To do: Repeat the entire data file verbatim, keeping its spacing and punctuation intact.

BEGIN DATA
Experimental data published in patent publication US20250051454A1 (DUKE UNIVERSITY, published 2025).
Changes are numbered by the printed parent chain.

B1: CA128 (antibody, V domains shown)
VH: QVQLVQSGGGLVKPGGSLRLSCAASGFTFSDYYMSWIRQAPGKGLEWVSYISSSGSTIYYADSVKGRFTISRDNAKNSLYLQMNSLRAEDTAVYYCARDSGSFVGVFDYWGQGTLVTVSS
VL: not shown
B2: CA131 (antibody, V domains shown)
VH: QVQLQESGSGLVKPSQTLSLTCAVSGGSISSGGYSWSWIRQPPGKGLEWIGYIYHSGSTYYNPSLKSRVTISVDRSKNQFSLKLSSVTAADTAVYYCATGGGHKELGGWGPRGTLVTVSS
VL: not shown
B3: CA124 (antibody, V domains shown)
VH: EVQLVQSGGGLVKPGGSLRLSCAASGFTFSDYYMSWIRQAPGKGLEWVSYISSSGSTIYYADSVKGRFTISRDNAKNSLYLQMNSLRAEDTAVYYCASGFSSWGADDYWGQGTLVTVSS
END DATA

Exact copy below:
Experimental data published in patent publication US20250051454A1 (DUKE UNIVERSITY, published 2025).
Changes are numbered by the printed parent chain.

B1: CA128 (antibody, V domains shown)
VH: QVQLVQSGGGLVKPGGSLRLSCAASGFTFSDYYMSWIRQAPGKGLEWVSYISSSGSTIYYADSVKGRFTISRDNAKNSLYLQMNSLRAEDTAVYYCARDSGSFVGVFDYWGQGTLVTVSS
VL: not shown
B2: CA131 (antibody, V domains shown)
VH: QVQLQESGSGLVKPSQTLSLTCAVSGGSISSGGYSWSWIRQPPGKGLEWIGYIYHSGSTYYNPSLKSRVTISVDRSKNQFSLKLSSVTAADTAVYYCATGGGHKELGGWGPRGTLVTVSS
VL: not shown
B3: CA124 (antibody, V domains shown)
VH: EVQLVQSGGGLVKPGGSLRLSCAASGFTFSDYYMSWIRQAPGKGLEWVSYISSSGSTIYYADSVKGRFTISRDNAKNSLYLQMNSLRAEDTAVYYCASGFSSWGADDYWGQGTLVTVSS